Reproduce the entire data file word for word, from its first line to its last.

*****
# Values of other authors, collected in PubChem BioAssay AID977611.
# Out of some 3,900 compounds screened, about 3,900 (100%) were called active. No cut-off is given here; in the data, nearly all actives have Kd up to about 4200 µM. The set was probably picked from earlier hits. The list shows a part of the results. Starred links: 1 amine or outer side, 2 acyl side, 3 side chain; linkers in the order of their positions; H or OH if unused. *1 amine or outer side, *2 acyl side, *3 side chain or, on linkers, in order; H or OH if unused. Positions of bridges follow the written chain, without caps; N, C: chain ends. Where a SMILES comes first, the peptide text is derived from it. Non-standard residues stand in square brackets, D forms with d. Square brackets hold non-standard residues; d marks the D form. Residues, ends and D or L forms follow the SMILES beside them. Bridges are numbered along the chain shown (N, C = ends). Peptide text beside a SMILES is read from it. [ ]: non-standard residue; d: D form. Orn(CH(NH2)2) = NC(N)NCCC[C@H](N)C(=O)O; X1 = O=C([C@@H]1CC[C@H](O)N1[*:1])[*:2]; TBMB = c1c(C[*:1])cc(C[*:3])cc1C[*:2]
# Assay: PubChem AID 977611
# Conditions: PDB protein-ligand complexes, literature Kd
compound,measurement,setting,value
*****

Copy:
# Values of other authors, collected in PubChem BioAssay AID977611.
# Out of some 3,900 compounds screened, about 3,900 (100%) were called active. No cut-off is given here; in the data, nearly all actives have Kd up to about 4200 µM. The set was probably picked from earlier hits. The list shows a part of the results. Starred links: 1 amine or outer side, 2 acyl side, 3 side chain; linkers in the order of their positions; H or OH if unused. *1 amine or outer side, *2 acyl side, *3 side chain or, on linkers, in order; H or OH if unused. Positions of bridges follow the written chain, without caps; N, C: chain ends. Where a SMILES comes first, the peptide text is derived from it. Non-standard residues stand in square brackets, D forms with d. Square brackets hold non-standard residues; d marks the D form. Residues, ends and D or L forms follow the SMILES beside them. Bridges are numbered along the chain shown (N, C = ends). Peptide text beside a SMILES is read from it. [ ]: non-standard residue; d: D form. Orn(CH(NH2)2) = NC(N)NCCC[C@H](N)C(=O)O; X1 = O=C([C@@H]1CC[C@H](O)N1[*:1])[*:2]; TBMB = c1c(C[*:1])cc(C[*:3])cc1C[*:2]
# Assay: PubChem AID 977611
# Conditions: PDB protein-ligand complexes, literature Kd
compound,measurement,setting,value